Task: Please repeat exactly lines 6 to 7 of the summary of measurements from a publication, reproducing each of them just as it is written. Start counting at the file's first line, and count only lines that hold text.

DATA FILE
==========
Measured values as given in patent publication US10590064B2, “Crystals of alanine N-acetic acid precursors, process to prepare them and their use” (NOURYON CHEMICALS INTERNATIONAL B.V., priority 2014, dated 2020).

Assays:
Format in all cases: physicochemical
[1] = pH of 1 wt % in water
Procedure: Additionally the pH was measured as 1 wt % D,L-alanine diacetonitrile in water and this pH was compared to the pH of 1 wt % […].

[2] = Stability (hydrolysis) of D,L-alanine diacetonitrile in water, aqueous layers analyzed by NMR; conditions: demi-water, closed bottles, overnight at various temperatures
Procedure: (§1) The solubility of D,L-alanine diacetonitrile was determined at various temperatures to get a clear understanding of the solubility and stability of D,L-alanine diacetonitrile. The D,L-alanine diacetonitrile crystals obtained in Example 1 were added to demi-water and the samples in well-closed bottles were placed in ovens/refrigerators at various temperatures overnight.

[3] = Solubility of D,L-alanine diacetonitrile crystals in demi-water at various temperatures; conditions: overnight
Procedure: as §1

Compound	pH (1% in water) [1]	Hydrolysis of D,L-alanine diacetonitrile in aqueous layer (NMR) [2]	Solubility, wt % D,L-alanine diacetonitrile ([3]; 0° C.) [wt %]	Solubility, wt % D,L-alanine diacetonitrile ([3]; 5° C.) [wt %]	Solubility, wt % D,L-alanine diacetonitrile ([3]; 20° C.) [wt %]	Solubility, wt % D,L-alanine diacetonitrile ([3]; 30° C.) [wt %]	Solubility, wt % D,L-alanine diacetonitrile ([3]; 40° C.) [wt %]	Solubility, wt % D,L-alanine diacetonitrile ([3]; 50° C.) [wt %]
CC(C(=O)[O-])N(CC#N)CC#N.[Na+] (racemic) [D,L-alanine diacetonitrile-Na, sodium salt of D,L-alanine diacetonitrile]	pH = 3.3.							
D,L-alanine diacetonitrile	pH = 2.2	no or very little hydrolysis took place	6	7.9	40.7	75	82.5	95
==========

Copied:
[2] = Stability (hydrolysis) of D,L-alanine diacetonitrile in water, aqueous layers analyzed by NMR; conditions: demi-water, closed bottles, overnight at various temperatures
Procedure: (§1) The solubility of D,L-alanine diacetonitrile was determined at various temperatures to get a clear understanding of the solubility and stability of D,L-alanine diacetonitrile. The D,L-alanine diacetonitrile crystals obtained in Example 1 were added to demi-water and the samples in well-closed bottles were placed in ovens/refrigerators at various temperatures overnight.